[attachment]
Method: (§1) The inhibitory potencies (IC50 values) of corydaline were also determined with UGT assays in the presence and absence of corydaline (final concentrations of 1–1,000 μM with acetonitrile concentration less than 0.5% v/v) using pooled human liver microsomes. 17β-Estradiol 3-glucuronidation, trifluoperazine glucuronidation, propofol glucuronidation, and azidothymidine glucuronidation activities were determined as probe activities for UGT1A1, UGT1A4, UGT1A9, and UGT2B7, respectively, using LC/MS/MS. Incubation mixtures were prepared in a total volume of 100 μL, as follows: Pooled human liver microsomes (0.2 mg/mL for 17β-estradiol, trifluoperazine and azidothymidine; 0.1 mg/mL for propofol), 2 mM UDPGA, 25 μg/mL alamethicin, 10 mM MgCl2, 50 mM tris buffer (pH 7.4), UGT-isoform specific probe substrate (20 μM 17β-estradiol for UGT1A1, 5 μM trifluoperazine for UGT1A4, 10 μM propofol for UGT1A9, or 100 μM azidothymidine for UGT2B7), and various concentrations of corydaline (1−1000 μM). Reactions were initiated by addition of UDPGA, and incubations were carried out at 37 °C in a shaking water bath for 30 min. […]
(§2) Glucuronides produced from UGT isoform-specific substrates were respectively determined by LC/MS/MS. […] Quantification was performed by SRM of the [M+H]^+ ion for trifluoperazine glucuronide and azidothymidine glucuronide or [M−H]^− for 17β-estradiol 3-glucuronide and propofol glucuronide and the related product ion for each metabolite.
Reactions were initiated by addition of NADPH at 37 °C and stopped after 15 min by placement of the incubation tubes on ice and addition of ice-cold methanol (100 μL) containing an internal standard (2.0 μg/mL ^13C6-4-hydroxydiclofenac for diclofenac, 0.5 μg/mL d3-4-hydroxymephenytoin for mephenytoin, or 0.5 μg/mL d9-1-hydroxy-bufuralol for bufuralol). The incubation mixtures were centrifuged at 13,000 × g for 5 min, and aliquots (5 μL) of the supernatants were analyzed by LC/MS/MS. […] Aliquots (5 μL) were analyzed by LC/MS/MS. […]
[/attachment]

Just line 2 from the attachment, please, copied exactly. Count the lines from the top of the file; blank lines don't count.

(§2) Glucuronides produced from UGT isoform-specific substrates were respectively determined by LC/MS/MS. […] Quantification was performed by SRM of the [M+H]^+ ion for trifluoperazine glucuronide and azidothymidine glucuronide or [M−H]^− for 17β-estradiol 3-glucuronide and propofol glucuronide and the related product ion for each metabolite.